What Loren Jade Smith’s story teaches us about how to respond to victims.
We have it in us, America. What if we responded to everyone like we responded to this young Oakland A’s fan?
I was scrolling through Twitter moments when I came across the story of Loren Jade Smith. Loren lives — lived— in the Santa Rosa area of California; his family lost its home in the fires that have ravaged the state. But Loren, a 9-year old fan of the Oakland A’s, seemed to be more upset about a bigger loss.
In a heartbreaking letter to the Oakland A’s written with the earnest innocence of a 9-year-old, Loren shares how he played baseball all day in his pre-fire backyard, “making up my own game,” and how the A’s “won six world seris [sic] in a row.”
Then the fires hit and his house burned down, which was sad. But not as sad for Loren as what he lost in the fire. As he explains,
Local reporter Katie Utehs shared Loren’s heartbreaking letter to the Oakland A’s.
— Katie Utehs (@KatieUtehs) October 15, 2017
I have a nephew the same age as Loren, so perhaps I’m predisposed to feel for this kid. But something about his story really touched me. And that’s before I saw the responses.
How Twitter Responded
Apparently I wasn’t alone in feeling compassion for Loren. Loren’s story quickly went viral, and people from around the country mobilized to help.
Oakland A’s president Dave Kaval responded:
— Dave Kaval (@DaveKaval) October 15, 2017
In a separate tweet he said they were reaching out to the family to help replace Loren’s collection, and the team later posted an address at which it is collecting donations of memorabilia for Loren and his family.
Several Major League Baseball teams and players also jumped in, tweeting pictures of packages they put together to send to Loren. This article by Whitney McIntosh has a great round up of the teams sending memorabilia to Loren.
As amazing as the response from the A’s and other MLB teams was, what really captivated me was the response from the “regular people” who immediately stepped up to offer a piece of their own collections to Loren.
People like Brett Matthews, who offered “as many A’s baseball cards as he can handle” and Nancy from the South Bay, who offered boxes of her son’s A’s baseball cards.
Many more people jumped on board as well. These were simply the first few I saw.
Seeing how people have responded to Loren stayed with me. In the midst of a dark period for our country, this was a rare bright light.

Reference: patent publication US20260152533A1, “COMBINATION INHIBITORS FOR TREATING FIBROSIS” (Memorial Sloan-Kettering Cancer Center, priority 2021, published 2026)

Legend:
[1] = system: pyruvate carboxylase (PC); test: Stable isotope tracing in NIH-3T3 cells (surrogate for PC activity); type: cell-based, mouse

And I couldn’t help but wonder:
What is it about this kid that captured everyone’s attention?
There has been no shortage of heartbreaking stories coming out of northern California. The fires demolished entire towns. People lost homes, jobs, pets, and lives. Coming on the heels of the hurricaines, and of the tragic shooting in Las Vegas, it’s almost more than we can bear.
What is it about Loren Jade Smith that triggered this response from strangers?
Perhaps it’s his innocence. He’s just a 9-year old kid.
Perhaps it says something about baseball’s role in America; maybe it still is the national pastime.
Perhaps, as McIntosh wrote, this story was easier to focus on than some of the more awful stories coming out of Northern California.
Perhaps because, unlike with other recent tragedies, people felt like they could do something tangible to help. Loren gave a face and a name to the unidentifiable suffering of so many others.
Perhaps because helping Loren didn’t require anyone to wade into issues of policy or debate the merits of his behavior.
And maybe that’s just it:
Notice that nobody judged him.
Nobody blamed him. I didn’t see anyone post comments that Loren or his parents should have put his collection in a fireproof box.
Nobody asked him to prove that he lost his collection.
To be clear: this is as it should be.
I am not questioning whether he deserves our compassion.
I am merely noticing what happened. I am observing how people responded, and how they didn’t respond.
A human being lost something he held sacred — a piece of himself — in a devastating event. He shared his loss and pain in public. Strangers from across the country immediately responded with compassion and generosity.
Interesting to see what’s possible.
So, what makes Loren different from others who have shared stories of loss and pain?
We can point to his age, the fact that his loss resulted from an unexplainable natural disaster, the fact that it’s easy to replace the “stuff” he lost.
That’s all on the surface.
Loren is a worthy recipient of our compassion because he is a human being.
The only difference between Loren and other victims who have been in the news lately is that the urge to judge some victims has been stronger than the urge to respond with compassion.
Loren Jade Smith isn’t different. He just seems different because he’s a 9-year-old baseball fan and not a movie star alleging sexual assault. He was the victim of a fire and not a gunman.
Generosity of Stuff vs Spirit
Granted, not every person’s pain can be solved by taking up a collection of baseball memorabilia. But the outpouring of generosity that responded to Loren’s pain was not generosity of stuff.
It was generosity of spirit.
We can give that to everyone. A smile. A shoulder. Our presence.
We can listen, and hear. We can look, and witness. We can acknowledge, and feel..
A Field of Dreams
Imagine what might be possible in our country, in our world, if we responded to every victim in the way that people responded to Loren.
Imagine if our standard response to every fellow human in distress was empathy, compassion, generosity and kindness, rather than judgment and blame.
Imagine if our automatic response to the news of the day was not which side am I on? but how can I help?
In the end, we are all on the same team.